I Promise You I’ll Start To Be More Careful: Softbank’s Masa Son To Investors

Softbank Chief Executive Masayoshi Son is admitting that some of the decisions taken by his company’s Vision Fund might have been a tad too rash.

“I promise you I’ll start to be more careful and listen. My view doesn’t change, but my behavior becomes a little more careful,” Son reportedly told US investors during a meeting. Son was meeting with Elliott Management, which oversees $40 billion in assets, and is reportedly pressuring Son to rein in his mercurial investment style. Son also admitted that he hadn’t given enough weight to the opinions of investors and the company’s independent board members. But he also put up a brave face, pointing to SoftBank’s stock trading at a big discount to the value of its assets as an opportunity for investors to buy in.

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This isn’t the first time that Son has been contrite about his recent startup investors turning sour.  “My own investment judgment was really bad. I regret it in many ways,” Son had said after WeWork’s IPO imploded, and Softbank was forced to rescue the company after its valuation plummeted from $47 billion to $8 billion in a matter of months. He has also been critical  of his own handling of controversial WeWork CEO Adam Neumann, who has since left the company. “I shut my eyes to a lot of his negative aspects,” he said about his relationship with Neumann. 

Son, who at one point pitted his own portfolio companies against each other and urged them to grow faster — he’d told Adam Neumann that Oyo Rooms, his company’s “younger brother”, was growing much faster than his company — is also asking his portfolio companies to exercise more caution and not try to grow at all costs. After WeWork’s implosion, Son had urged his portfolio companies to “become profitable.” Public investors weren’t going to tolerate gimmicks like super-voting rights or complicated share structures that privilege founders over other stakeholders, he added, saying that they should get in shape years before they consider going public.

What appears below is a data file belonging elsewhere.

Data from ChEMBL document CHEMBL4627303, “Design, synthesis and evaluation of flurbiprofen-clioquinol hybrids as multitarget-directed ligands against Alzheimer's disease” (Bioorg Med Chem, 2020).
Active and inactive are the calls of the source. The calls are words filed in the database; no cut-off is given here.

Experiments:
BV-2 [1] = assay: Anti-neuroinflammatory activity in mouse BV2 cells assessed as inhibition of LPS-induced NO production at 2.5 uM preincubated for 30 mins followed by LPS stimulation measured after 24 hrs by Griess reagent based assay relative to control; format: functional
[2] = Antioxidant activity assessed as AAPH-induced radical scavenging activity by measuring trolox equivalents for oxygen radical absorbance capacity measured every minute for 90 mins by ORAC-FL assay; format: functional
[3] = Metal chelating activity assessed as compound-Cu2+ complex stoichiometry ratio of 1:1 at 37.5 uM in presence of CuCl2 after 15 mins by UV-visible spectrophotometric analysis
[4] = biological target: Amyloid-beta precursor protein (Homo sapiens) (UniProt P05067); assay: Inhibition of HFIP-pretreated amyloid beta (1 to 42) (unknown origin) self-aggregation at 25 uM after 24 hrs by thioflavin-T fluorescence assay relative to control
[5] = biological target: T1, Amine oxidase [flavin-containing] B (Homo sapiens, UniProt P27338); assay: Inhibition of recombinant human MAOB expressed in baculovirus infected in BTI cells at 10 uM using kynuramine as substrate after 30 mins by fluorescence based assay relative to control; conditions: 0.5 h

Son seems to be chastened after a series of setbacks for Softbank. Uber, which was Softbank’s biggest investments, didn’t quite get the IPO it had wanted, and WeWork, its other big bet, couldn’t even manage to go public after it released its S-1 and investors got a look at the company’s financials and corporate governance issues. Oyo Rooms, Softbank’s other big bet, has recently fired one-third of its workforce as it looks to contain costs.

For his part, Son no stranger to losing money. He is widely thought to be the person to have lost most money in history, losing $78 billion during the dot com crash. He managed to make most of that money back with his investment in Alibaba in 2001, through which he converted a $30 million investment into a cool $130 billion. But Son currently finds himself in a bit of a pickle — two of Softbank Vision Fund’s largest investments are floundering. After from WeWork’s historic $4.7 billion write-down, Uber’s share price is 40 percent below where it had debuted during its IPO. Masa Son has dug himself out of deep holes before, but he’ll need all his business acumen to dig himself out of this one that Softbank currently finds itself in.

 

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